Diabetes: reducing risk

Apr 28, 2020 | Joey Keillor | @joeykeillor | Comments (3)



Do you want to reduce your risk of developing type 2 diabetes by 71%? If so, there are key lifestyle changes can help you achieve this goal. These changes center on:

  • Moderate weight loss
  • A healthy diet
  • Exercise

A major study known as the Diabetes Prevention Program found that older adults, in particular, can benefit from these healthy habits. Study participants age 60 or older reduced the risk of their prediabetes progressing to diabetes by 71 percent. To achieve that goal, the participants lost 5 to 7 percent of their body weight, ate a healthy diet, and increased their physical activity.

Due to the success of the Diabetes Prevention Program study, the federal government has sought to expand access to its interventions. Starting in April 2018, the government implemented the program for people at risk of diabetes. It’s estimated that 22 million Americans 65 and older who have prediabetes could receive free or reduced cost services from the expansion. If you qualify, you may be eligible for a year of coaching with a trained diabetes educator, who will develop a plan to improve your diet, increase physical activity and lose excess weight. People who show dedication to the program may be eligible for a second year of enrollment. You can check your eligibility and find programs near you by visiting www.DoIHavePrediabetes.org.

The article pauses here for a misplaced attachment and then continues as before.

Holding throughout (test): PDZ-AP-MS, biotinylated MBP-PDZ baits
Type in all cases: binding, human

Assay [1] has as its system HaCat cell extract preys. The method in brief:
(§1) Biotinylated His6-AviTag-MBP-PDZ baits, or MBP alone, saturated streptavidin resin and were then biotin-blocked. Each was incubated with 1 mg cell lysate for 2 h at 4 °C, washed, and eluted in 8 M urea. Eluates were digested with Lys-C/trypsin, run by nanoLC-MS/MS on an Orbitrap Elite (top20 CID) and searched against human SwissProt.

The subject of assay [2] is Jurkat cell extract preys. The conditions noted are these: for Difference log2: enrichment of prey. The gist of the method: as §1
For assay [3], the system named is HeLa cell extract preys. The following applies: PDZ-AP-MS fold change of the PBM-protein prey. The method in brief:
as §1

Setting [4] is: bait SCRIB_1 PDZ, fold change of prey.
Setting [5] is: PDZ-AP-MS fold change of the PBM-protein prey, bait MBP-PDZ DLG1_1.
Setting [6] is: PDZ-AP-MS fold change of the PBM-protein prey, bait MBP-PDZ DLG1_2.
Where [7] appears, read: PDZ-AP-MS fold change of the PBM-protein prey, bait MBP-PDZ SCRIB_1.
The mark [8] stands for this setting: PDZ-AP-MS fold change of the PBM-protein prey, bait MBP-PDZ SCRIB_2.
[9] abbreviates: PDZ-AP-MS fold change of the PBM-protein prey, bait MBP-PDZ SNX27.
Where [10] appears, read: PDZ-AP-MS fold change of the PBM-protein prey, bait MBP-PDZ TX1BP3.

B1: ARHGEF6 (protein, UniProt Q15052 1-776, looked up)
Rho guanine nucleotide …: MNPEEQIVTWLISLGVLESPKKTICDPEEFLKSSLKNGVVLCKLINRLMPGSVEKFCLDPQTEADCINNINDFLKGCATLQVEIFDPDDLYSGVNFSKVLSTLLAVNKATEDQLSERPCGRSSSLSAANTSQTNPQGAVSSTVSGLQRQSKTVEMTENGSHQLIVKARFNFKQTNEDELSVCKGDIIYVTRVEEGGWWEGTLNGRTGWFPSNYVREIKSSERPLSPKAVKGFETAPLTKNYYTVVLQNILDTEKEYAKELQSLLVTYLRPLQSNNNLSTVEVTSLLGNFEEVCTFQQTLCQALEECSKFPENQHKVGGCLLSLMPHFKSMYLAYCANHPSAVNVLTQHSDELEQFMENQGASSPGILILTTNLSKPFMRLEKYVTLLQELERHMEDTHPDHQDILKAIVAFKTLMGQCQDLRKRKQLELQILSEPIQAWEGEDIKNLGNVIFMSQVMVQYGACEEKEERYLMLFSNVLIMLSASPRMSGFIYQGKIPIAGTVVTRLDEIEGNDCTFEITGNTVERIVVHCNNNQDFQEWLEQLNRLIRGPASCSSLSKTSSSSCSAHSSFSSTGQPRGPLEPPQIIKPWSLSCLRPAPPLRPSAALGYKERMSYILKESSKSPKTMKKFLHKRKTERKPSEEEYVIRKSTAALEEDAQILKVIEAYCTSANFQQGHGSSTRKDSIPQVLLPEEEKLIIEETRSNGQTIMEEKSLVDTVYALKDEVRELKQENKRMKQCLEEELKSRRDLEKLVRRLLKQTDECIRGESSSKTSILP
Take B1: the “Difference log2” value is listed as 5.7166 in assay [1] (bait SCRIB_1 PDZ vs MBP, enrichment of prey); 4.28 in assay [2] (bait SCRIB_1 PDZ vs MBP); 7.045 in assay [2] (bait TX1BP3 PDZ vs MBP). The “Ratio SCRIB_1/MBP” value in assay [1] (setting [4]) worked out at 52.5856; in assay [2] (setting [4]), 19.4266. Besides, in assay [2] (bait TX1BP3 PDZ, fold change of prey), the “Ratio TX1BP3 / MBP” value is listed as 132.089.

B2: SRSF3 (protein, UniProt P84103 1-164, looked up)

Changing your eating and exercise habits to lose weight may seem daunting, but it’s well worth the effort. And it’s never too late to start. In fact, research has shown that older adults seeking to prevent diabetes have better success in achieving exercise and weight-loss goals than do their younger counterparts.

Have you stopped your prediabetes from progressing to diabetes?

Tell others and join the conversation at the Diabetes Group.

Interested in more newsfeed posts like this? Go to the Aging & Health: Take Charge blog.

I have been prediabetic for many years. When I was younger my weight was 225 . I have established what I eat. No white bread, as little sugar as I can manage, stay on diet. Today my weight is 150 , and my a1c is 6.3 . Watching my father struggle with diabetes was my incentive to do better.


I hold my internists Drs responsible for letting me go from pre-diabetic to diabetic over course of 5 years with elevated glucose
levels. They should have advised me to consult with an endocrinologist since they were not able to advise me properly, Now after ten years of having this dreadful disease I wish I had consulted one myself to avoid it.


I was unaware of having diabetes...after the acceptance... I feel the classes have educated me on the disease.. My life feels totally normal even with changing my diet which is now normal for me. Acceptance is my favorite word and education

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